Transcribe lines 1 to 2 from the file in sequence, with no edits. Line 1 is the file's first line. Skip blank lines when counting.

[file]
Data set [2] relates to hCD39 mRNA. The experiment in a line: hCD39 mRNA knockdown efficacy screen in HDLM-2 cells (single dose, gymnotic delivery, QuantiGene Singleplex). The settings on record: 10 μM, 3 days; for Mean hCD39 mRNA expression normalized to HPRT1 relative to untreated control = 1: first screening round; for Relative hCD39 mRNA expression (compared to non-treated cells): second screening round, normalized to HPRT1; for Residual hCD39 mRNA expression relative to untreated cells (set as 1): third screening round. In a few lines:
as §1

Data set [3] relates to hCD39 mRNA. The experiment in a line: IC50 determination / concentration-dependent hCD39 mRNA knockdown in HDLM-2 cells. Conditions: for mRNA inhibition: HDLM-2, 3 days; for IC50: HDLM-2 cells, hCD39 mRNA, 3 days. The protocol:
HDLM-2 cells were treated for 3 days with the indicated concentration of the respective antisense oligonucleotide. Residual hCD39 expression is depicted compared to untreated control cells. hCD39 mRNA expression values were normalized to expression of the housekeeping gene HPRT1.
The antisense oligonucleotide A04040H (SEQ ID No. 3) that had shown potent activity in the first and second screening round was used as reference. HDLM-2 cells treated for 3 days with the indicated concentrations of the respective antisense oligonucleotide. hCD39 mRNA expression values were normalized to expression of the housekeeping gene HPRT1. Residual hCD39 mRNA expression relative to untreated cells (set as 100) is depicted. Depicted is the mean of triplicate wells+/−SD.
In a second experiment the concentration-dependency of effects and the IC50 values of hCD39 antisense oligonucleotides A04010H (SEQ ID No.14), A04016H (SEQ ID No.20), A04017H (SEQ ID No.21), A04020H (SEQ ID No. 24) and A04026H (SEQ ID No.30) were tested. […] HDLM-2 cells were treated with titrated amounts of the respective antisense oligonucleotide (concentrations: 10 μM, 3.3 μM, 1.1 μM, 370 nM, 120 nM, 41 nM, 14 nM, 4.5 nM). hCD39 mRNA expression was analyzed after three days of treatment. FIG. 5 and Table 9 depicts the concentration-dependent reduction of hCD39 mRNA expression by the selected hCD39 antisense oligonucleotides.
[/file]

Data set [2] relates to hCD39 mRNA. The experiment in a line: hCD39 mRNA knockdown efficacy screen in HDLM-2 cells (single dose, gymnotic delivery, QuantiGene Singleplex). The settings on record: 10 μM, 3 days; for Mean hCD39 mRNA expression normalized to HPRT1 relative to untreated control = 1: first screening round; for Relative hCD39 mRNA expression (compared to non-treated cells): second screening round, normalized to HPRT1; for Residual hCD39 mRNA expression relative to untreated cells (set as 1): third screening round. In a few lines:
as §1